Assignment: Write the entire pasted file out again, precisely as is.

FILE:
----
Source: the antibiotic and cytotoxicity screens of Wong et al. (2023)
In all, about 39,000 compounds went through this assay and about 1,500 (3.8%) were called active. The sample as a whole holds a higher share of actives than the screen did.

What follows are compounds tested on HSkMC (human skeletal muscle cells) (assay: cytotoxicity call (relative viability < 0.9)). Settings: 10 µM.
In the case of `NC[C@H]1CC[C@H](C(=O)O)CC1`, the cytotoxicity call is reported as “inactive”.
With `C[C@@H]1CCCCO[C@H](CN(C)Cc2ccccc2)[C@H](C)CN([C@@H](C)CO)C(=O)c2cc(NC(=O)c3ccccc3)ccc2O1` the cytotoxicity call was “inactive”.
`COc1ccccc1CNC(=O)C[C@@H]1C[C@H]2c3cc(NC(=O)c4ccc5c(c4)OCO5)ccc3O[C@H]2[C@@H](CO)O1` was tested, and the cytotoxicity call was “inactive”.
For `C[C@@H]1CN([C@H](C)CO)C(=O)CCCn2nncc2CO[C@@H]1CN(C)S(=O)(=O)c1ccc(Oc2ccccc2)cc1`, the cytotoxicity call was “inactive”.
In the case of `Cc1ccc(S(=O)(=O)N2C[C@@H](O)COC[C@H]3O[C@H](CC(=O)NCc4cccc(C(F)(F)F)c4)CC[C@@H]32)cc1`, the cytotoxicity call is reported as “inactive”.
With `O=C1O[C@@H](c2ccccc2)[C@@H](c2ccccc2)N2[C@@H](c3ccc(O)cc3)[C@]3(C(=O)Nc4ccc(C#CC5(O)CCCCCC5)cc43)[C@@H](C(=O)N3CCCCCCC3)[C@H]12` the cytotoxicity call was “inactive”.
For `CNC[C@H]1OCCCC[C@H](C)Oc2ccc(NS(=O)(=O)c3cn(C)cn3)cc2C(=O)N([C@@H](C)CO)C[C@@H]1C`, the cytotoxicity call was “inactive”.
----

Source: the antibiotic and cytotoxicity screens of Wong et al. (2023)
In all, about 39,000 compounds went through this assay and about 1,500 (3.8%) were called active. The sample as a whole holds a higher share of actives than the screen did.

What follows are compounds tested on HSkMC (human skeletal muscle cells) (assay: cytotoxicity call (relative viability < 0.9)). Settings: 10 µM.
In the case of `NC[C@H]1CC[C@H](C(=O)O)CC1`, the cytotoxicity call is reported as “inactive”.
With `C[C@@H]1CCCCO[C@H](CN(C)Cc2ccccc2)[C@H](C)CN([C@@H](C)CO)C(=O)c2cc(NC(=O)c3ccccc3)ccc2O1` the cytotoxicity call was “inactive”.
`COc1ccccc1CNC(=O)C[C@@H]1C[C@H]2c3cc(NC(=O)c4ccc5c(c4)OCO5)ccc3O[C@H]2[C@@H](CO)O1` was tested, and the cytotoxicity call was “inactive”.
For `C[C@@H]1CN([C@H](C)CO)C(=O)CCCn2nncc2CO[C@@H]1CN(C)S(=O)(=O)c1ccc(Oc2ccccc2)cc1`, the cytotoxicity call was “inactive”.
In the case of `Cc1ccc(S(=O)(=O)N2C[C@@H](O)COC[C@H]3O[C@H](CC(=O)NCc4cccc(C(F)(F)F)c4)CC[C@@H]32)cc1`, the cytotoxicity call is reported as “inactive”.
With `O=C1O[C@@H](c2ccccc2)[C@@H](c2ccccc2)N2[C@@H](c3ccc(O)cc3)[C@]3(C(=O)Nc4ccc(C#CC5(O)CCCCCC5)cc43)[C@@H](C(=O)N3CCCCCCC3)[C@H]12` the cytotoxicity call was “inactive”.
For `CNC[C@H]1OCCCC[C@H](C)Oc2ccc(NS(=O)(=O)c3cn(C)cn3)cc2C(=O)N([C@@H](C)CO)C[C@@H]1C`, the cytotoxicity call was “inactive”.